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NEW REPORT: Advancing the Economic Security of Unmarried Women

Overview of Laws and Legislation in the 111th Congress

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Contact: Madeline Meth
Phone: 202.741.6277
Email: mmeth@americanprogress.org

Download the full report (pdf)

Download the executive summary (pdf)

WASHINGTON, D.C.—Today the Center for American Progress and Women’s Voices. Women Vote released a new report that will serve as a resource for policymakers and advocates concerned about the economic security of unmarried women. The report’s co-authors, Liz Weiss, economic Policy Analyst at CAP, and Page S. Gardner, the founder of WVWV, examine current legislation under discussion in the Congress, rather than ideal recommendations, and also explore the ample room for improvement in these policy areas.

In America today nearly half of women are unmarried—a transformational societal change from 1960 when only one-third of women were unmarried. And today virtually every woman will spend at least part of her adult life as the sole supporter of herself or her family. With so many women living on their own, it is crucial that lawmakers take seriously unmarried women’s economic security needs.

Unfortunately, the economic circumstances of unmarried women are troubling. They face greater economic insecurity compared to the general population or their married counterparts by almost any measure. They must confront disproportionate unemployment, poverty, and lack of health insurance, as well as other hardships. Despite being just under half of the female population, they represent 63 percent of unemployed women, 60 percent of women without health insurance, and three-quarters of women in poverty.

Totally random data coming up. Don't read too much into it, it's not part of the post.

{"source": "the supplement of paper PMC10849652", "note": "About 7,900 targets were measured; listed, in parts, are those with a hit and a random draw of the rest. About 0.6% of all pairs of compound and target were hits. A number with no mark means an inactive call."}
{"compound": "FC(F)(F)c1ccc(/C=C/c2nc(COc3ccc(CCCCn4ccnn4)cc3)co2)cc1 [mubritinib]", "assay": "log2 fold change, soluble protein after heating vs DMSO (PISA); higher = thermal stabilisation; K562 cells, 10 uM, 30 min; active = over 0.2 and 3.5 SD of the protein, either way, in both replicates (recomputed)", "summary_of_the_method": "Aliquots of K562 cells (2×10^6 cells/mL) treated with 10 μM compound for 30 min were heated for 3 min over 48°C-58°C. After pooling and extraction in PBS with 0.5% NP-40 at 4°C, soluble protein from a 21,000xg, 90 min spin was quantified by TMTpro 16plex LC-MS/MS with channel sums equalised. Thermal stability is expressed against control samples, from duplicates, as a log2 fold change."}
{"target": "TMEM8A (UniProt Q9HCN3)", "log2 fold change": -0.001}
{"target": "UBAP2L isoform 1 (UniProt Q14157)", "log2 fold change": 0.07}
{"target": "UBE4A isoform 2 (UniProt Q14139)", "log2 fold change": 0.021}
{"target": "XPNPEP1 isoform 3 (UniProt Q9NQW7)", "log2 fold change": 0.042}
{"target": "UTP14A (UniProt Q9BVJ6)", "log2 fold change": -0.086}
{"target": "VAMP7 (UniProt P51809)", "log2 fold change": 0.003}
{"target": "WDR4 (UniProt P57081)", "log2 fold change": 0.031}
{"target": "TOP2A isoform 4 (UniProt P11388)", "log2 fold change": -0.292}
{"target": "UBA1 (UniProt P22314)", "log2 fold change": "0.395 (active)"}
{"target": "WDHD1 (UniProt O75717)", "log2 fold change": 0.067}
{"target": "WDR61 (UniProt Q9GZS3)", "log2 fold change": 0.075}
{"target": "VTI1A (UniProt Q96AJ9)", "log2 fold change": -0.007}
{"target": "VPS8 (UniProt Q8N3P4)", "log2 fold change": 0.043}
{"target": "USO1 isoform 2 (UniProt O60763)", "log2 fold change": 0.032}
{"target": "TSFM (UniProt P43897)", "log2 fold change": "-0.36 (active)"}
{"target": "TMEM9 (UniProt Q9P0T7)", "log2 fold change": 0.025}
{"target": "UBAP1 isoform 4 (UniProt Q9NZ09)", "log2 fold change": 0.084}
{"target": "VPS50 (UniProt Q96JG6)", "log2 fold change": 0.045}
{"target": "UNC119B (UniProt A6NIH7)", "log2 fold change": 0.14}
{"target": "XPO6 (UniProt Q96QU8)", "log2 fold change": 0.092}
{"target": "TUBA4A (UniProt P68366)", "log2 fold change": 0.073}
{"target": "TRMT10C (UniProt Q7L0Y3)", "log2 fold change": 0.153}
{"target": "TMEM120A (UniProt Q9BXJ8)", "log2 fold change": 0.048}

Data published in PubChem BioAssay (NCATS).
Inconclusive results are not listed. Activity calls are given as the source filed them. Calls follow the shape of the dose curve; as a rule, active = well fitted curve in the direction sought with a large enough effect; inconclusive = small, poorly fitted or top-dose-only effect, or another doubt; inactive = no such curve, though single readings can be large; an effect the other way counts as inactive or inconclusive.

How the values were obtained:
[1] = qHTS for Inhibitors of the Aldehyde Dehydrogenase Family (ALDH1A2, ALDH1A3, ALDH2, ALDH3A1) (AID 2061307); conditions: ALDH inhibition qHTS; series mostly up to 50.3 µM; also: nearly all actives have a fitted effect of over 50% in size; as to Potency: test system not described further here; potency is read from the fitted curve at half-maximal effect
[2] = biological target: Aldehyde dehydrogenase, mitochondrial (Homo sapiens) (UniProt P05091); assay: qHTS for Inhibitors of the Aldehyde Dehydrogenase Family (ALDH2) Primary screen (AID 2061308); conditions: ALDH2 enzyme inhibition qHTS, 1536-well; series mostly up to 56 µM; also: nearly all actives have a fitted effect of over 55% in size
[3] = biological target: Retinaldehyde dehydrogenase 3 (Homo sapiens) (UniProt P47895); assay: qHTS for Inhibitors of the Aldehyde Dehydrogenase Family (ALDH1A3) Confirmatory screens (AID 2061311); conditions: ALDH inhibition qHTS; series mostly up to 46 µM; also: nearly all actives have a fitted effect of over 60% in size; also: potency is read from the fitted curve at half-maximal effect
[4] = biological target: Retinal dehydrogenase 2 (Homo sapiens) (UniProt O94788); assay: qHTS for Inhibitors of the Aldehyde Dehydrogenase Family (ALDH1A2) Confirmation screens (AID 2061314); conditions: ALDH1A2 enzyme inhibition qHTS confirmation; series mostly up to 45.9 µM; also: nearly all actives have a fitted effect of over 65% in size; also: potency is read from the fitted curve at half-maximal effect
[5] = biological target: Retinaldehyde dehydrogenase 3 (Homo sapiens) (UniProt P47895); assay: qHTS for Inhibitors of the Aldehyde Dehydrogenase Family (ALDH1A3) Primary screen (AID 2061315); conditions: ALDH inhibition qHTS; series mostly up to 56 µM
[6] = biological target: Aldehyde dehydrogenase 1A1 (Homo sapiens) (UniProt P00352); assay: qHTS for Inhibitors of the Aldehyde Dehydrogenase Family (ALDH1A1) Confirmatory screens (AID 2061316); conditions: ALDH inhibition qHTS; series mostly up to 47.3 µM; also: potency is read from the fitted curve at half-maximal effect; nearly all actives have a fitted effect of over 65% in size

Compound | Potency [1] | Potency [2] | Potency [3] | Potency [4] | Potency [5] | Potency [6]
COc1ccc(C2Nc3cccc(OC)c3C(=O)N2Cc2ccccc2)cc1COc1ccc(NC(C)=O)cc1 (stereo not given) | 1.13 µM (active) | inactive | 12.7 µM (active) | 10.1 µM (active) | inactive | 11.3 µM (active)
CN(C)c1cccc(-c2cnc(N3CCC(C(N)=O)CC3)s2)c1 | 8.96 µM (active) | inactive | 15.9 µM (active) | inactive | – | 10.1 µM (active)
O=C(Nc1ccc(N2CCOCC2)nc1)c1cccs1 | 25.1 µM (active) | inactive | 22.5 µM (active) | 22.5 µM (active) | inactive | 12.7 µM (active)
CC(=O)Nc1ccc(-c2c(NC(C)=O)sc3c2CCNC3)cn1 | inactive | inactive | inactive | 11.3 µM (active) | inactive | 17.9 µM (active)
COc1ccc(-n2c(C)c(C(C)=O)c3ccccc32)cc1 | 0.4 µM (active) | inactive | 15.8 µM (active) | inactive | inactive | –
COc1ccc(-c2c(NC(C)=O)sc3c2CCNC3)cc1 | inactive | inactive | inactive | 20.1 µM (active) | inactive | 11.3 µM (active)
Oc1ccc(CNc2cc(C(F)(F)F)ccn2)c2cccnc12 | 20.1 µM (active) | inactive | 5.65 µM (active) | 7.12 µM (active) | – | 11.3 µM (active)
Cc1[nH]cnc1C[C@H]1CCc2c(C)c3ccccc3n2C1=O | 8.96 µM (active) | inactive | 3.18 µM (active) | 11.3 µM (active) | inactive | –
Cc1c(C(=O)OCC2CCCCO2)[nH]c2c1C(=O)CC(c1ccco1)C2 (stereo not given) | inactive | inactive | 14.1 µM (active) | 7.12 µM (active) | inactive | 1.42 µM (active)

Each of the new laws and proposed policy changes described in this report has its place in an agenda that improve unmarried women’s economic conditions. Together, this legislation would make significant progress.

Congress doesn’t need to wait to get started on this agenda, either. The top four policy proposals described in this report that are likely to move through Congress quickly and would have a significant impact on the economic security of unmarried women are:

  • The health care system overhaul currently pending in Congress, which would fill a major gap in public policy by greatly expanding the availability and affordability of health insurance.
  • A proposed reauthorization and expansion of the Child Care and Development Block Grant, which provides subsidies for child care to low-income families.
  • The expected reauthorization of the Workforce Investment Act, which Congress can use to focus on the workforce development needs of single women. Bills such as the Pathways Advancing Career Training Act and the Women WIN Jobs Act would target opportunities for job training and good jobs to women.
  • The Paycheck Fairness Act, which the Senate is expected to consider this year and the House passed in January 2009. Women continue to face gender-based pay discrimination, and this bill would strengthen legal protections against wage discrimination.

Unmarried women—and our country—will be helped when public policy recognizes new ways of living, encourages and supports self- and family-sustaining employment, and ensures that all people and all families, regardless of their marital status, can achieve and maintain a good standard of living and a well-balanced life.

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